Location: Liverpool, Queens, Nova Scotia
Surnames/tags: Barss Freeman DeWolf
||... ... ... was a Canadian privateer in the War of 1812.|
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She was a successful privateer with a notable crew but sank with all hands in a gale off Cape Cod, probably the worst disaster ever to befall a Canadian privateer, instanly creating 22 widows and 60 fatherless children in her homeport of Liverpool, NS.
- Tons: 132
- Armament: 5 carriage guns
- Crew: 60
- Letter of Marque Issued: June 8, 1814
- Prizes: 9
The Rolla was Baltimore-built, an American privateer originally, captured December 10th, 1813, by H.M.S. Loire ; a sharp, narrow vessel measuring 117 tons American and 132 tons British, seventy-nine feet long, twenty feet two inches beam, and eight feet three inches deep in the hold. She had one long eighteen-pounder and four 12-pounder carronades ; too much gunmetal on deck, perhaps. Joseph Freeman, of the Sherbrooke, James R. De Wolfe, John Barss, James Barss, Benjamin Knaut, Enos Collins and Joseph Allison, all well-known privateer owners, had shares in her. She got British letters-of-marque June 10th, 1814 , and cruised successfully for six months, from Cape Ann down to Crane Neck in Long Island Sound, sometimes in company with the Liverpool Packet. Some of her prize-masters who brought in earlier prizes and who may have perished with the others on that last wild night were: Samuel Freeman, brig Hope, June 29th, 1814; Wm. Puttman, pinky Bee, July 3rd; John Mullins, pinky Boxer, July 8th ; Isaiah Barss, schooner Cynthia, December 2nd; Wm. Cook, sloop Gleaner, December 3rd ; James Freeman, jr., schooner Fair Trader, December 6th; Eli Page, who survived, through being sent home with Capt. Darrow was prize-master of her first prize, the schooner Charles, June 26th, 1814.
Schooner ROLLA of Liverpool, Nova Scotia, June 10, 1814. In the year 1820 a weed-covered and water worn hulk was hurled on the beach of Essex County, Massachusetts, torn from the ocean's bed by a great gale and extraordinarily high tide. It was without spars and almost without shape; so long submerged that it seemed a sea growth rather than what had been a ship, but on one broken plank were the remains of carven letters—" R 0 L L 1 ." The last letter might have been an " I " or the left half of an " A." The broken plank was the first and only enlightenment upon an event which had devastated the Nova Scotian town of Liverpool five years before.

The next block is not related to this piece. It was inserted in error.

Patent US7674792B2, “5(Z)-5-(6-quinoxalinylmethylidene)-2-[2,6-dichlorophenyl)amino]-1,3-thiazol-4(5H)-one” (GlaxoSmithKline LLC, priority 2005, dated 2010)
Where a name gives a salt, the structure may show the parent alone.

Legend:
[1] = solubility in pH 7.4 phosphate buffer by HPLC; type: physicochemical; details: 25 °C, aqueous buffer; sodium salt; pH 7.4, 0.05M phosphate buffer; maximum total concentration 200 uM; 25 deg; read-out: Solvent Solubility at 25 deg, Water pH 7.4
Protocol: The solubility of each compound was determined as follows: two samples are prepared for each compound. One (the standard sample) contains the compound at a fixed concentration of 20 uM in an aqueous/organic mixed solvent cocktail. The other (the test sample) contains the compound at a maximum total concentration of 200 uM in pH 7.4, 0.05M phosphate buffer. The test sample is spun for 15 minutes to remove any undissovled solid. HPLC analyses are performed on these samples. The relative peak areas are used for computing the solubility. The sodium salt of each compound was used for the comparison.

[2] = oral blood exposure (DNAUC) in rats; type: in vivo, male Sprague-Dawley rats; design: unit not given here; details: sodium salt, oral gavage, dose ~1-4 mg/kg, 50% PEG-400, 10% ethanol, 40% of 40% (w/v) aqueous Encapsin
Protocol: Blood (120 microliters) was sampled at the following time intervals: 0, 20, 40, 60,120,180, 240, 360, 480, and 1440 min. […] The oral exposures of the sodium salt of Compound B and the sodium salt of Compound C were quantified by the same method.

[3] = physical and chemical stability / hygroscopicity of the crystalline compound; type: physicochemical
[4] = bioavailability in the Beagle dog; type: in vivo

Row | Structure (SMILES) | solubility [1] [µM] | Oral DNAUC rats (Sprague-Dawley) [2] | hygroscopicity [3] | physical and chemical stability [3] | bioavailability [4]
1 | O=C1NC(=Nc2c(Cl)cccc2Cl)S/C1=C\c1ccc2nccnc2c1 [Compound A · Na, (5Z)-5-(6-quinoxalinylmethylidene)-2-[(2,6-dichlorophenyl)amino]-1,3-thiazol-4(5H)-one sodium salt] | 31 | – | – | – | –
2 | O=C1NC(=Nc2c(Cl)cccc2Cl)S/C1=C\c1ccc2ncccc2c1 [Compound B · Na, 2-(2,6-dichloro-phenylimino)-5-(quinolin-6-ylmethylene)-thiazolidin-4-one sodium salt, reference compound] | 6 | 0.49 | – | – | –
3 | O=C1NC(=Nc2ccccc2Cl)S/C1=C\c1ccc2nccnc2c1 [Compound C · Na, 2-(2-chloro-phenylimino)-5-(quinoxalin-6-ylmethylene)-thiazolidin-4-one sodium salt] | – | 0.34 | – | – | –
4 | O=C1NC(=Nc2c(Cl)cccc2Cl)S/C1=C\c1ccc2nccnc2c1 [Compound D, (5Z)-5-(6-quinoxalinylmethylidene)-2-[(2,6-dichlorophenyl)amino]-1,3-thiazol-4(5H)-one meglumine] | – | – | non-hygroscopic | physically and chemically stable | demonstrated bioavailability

The pick of the privateering profession went out with the Liverpool privateer schooner Rolla when she sailed on her last cruise, in January, 1815. This was weeks after the treaty of peace had been signed, but two months before the news of it reached Halifax. Every third man on board was a captain. Fifteen in her crew of forty-five were masters of vessels, and most of them seasoned privateersmen. Capt. John Freeman, who gave up the Liverpool Packet early in her career, had later sailed the Rolla in two successful cruises. He went along on this occasion, apparently as a prize-master; for Capt. Joseph Bartlett, of the Lively, Minerva, and Saucy Jack in turn, had assumed command of the schooner. The Rolla on this cruise sighted an American schooner named the Comet on the 13th of January—date of ill-omen for pursuer and pursued—and, after a chase of nine hours, caught her off Martha's Vineyard. Capt. Bartlett selected Capt. John L. Darrow, Capt. Robert Slocomb, and Capt. Eli Page for the duty of taking her back to Nova Scotia, and in the winter's dusk the privateer and her prey parted company, the prize steering for Liverpool. It came on to blow hard that night, the wind developing into a furious gale as the Rolla's lights vanished. The captured coaster rode it out, and seven days later the three men of the prize crew worked her into Liverpool.
Weeks passed. No more prizes came in from the Rolla, and they began to fear she had been taken; months, and the war was over, and still no word. They sought in vain for news of her along the Massachusetts coast. Slowly twenty-two wives in Liverpool realized that they were widows, and almost a hundred children were orphans. The Rolla had been lost with all hands, forty-two privateersmen, and the nine men taken out of the Comet and kept as prisoners.
Capt. John Freeman's widow lived in Liverpool till she was ninety years old, always waiting for her sailor to come home from sea. Capt. Seth Freeman was another privateersman who perished. He had been prize-master in the Sherbrooke and the Liverpool Packet. Wm. Hayes was another veteran lost; and Nathaniel Gorham, a lad of eighteen, was yet another of the Liverpool victims. No privateering port had ever so severe a blow as this.
- Allision, Joseph - Rolla co-owner 1814
- Bartlett, Joseph - captain Rolla 1815
- ↑ Dan Colin 
- ↑ C.H.J.Snider, Under the Red Jack: privateers of the Maritime Provinces of Canada in the War of 1812 (London: Martin Hopkinson & Co. Ltd, 1928), 225-258